Spatial Databases: An Overview

Spatial Databases: An Overview

Grace L. Samson (University of Huddersfield, UK), Joan Lu (University of Huddersfield, UK), Mistura M. Usman (University of Abuja, Nigeria) and Qiang Xu (University of Huddersfield, UK)
Copyright: © 2017 |Pages: 39
DOI: 10.4018/978-1-5225-2058-0.ch003
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Abstract

Spatial databases maintain space information which is appropriate for applications where there is need to monitor the position of an object or event over space. Spatial databases describe the fundamental representation of the object of a dataset that comes from spatial or geographic entities. A spatial database supports aspects of space and offers spatial data types in its data model and query language. The spatial or geographic referencing attributes of the objects in a spatial database permits them to be positioned within a two (2) dimensional or three (3) dimensional space. This chapter looks into the fundamentals of spatial databases and describes their basic component, operations and architecture. The study focuses on the data models, query Language, query processing, indexes and query optimization of a spatial databases that approves spatial databases as a necessary tool for data storage and retrieval for multidimensional data of high dimensional spaces.
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Introduction

The extensive and increasing availability of collected data from geographical information system devices and technology has made it excessively difficult to manage these information using existing spatial database methods thus this has led to research advances in behavioural aspects of monitored subjects. Geographic information systems (GIS) can efficiently handle all the major tasks of information extraction (which include data input and data verification, storage and manipulation, output and presentation, data transformation and even interactions with the end users) from large datasets. This signifies that geographic information system are complete database management systems which can handle all the task mentioned above (Rigaux et al. 2003). Notwithstanding, based on the purpose of whatever application under a user’s consideration, the objects in these (GIS) databases must be properly modelled for real world data simplification (i.e. simplifying real world data so as to create an actual prototype of it) in other to enhance efficient performance of the database. To achieve this, data analyst constantly seek an appropriate data structure that efficiently stores the objects data in the database and allows for a better database management. Spatial databases maintain space information which is appropriate for applications where there is need to monitor the position of an object or event over space. Spatial databases describe the fundamental representation of the object of a dataset that comes from spatial or geographic entities. A spatial database supports aspects of space and offers spatial data types in its data model and query language. The spatial or geographic referencing attributes of the objects in a spatial database permits them to be positioned within a two (2) dimensional or three (3) dimensional space. A spatial database unlike the classical database do not only query data based on their attributes alone, they also have the capacity for querying data elements with respect to their locations. Spatial databases are built to compliment the classical database using some defined architecture (figure 2 a and b). This chapter looks into the fundamentals of spatial databases and describes their basic component, operations and architecture. Figure 1 shows a typical classical database system environment.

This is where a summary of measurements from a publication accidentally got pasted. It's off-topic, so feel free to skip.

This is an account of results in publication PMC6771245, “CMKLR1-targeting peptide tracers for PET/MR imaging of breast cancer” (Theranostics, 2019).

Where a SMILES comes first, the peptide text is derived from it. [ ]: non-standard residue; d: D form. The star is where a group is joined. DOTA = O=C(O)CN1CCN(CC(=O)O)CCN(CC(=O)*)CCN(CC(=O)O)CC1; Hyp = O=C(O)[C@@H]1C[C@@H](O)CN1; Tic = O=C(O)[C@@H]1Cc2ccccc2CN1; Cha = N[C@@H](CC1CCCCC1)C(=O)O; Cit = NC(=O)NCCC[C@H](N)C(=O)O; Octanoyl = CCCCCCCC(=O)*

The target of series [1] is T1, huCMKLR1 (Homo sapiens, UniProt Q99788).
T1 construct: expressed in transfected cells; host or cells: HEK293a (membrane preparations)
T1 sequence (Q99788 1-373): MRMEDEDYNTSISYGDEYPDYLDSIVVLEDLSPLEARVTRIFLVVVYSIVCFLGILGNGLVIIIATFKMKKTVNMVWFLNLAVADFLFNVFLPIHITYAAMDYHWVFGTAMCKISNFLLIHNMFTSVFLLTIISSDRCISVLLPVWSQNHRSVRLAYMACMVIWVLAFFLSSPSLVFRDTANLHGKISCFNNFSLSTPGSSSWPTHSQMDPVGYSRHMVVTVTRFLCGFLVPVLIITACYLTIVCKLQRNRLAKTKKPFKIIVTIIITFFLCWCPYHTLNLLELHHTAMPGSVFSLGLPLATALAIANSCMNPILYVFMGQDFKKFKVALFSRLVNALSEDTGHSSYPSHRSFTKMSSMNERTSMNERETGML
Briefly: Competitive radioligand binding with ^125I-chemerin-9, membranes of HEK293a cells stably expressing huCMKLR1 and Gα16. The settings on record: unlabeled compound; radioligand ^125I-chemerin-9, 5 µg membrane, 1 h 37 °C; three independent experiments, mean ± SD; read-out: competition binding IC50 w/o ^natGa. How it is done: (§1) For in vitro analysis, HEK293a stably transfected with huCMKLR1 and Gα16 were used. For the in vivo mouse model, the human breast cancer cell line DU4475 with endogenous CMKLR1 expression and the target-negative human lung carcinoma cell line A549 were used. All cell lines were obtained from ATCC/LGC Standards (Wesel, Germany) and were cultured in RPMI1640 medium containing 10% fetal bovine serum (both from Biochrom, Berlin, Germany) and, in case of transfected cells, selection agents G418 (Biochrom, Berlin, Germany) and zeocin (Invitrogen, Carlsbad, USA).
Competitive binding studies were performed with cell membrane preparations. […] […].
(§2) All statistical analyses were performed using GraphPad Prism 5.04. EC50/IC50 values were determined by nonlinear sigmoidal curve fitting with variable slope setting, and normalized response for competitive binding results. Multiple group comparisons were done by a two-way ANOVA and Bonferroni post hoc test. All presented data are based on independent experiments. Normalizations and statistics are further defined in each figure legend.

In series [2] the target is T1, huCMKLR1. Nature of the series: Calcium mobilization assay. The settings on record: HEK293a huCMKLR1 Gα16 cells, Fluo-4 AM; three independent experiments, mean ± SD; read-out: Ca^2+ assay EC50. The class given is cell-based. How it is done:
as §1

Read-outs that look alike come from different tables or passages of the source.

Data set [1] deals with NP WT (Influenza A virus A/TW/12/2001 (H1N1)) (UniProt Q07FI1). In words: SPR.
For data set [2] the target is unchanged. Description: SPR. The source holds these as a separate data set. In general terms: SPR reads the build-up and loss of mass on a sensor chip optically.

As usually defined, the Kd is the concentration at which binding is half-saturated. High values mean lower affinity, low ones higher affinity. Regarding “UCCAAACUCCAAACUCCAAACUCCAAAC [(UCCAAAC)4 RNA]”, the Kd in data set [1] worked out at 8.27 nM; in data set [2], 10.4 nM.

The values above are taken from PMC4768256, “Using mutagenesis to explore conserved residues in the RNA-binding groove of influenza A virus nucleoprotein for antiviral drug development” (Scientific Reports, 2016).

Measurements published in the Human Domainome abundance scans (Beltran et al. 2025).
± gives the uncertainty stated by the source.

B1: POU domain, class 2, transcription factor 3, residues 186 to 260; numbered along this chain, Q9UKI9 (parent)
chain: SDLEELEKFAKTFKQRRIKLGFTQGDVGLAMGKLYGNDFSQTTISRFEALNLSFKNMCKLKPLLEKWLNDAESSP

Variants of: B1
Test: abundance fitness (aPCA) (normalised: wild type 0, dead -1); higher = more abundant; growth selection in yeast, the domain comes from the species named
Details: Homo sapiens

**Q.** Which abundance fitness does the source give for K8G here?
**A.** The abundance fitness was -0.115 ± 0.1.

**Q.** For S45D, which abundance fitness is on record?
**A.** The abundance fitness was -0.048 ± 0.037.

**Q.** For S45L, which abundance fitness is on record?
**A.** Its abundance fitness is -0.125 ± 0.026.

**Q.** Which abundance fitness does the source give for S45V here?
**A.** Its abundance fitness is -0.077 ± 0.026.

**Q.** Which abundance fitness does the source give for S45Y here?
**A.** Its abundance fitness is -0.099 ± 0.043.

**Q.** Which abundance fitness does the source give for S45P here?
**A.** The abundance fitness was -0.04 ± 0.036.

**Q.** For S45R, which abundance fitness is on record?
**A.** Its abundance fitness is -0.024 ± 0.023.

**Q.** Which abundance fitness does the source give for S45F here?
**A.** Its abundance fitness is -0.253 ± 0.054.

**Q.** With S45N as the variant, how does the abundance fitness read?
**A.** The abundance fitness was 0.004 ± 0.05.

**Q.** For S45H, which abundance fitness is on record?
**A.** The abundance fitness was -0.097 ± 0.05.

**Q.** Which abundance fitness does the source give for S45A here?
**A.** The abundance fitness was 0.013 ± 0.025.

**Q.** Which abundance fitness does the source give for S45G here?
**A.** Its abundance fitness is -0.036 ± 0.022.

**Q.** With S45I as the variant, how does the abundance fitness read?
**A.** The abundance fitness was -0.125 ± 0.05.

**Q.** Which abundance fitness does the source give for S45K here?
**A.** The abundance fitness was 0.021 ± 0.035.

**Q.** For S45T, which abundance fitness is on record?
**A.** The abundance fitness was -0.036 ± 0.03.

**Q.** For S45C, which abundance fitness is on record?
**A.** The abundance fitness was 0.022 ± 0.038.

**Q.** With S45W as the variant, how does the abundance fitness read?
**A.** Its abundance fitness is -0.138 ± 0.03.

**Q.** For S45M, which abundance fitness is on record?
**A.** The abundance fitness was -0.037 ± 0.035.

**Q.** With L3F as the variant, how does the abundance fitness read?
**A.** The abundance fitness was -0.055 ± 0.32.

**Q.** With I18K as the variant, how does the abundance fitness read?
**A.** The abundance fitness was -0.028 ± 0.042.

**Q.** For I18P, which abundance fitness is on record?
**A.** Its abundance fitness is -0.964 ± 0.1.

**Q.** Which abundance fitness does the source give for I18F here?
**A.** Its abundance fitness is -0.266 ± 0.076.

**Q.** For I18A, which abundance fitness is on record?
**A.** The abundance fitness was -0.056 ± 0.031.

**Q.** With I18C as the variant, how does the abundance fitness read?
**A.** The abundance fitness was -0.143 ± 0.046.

Figure 1.

Diagram showing a typical environment of database management

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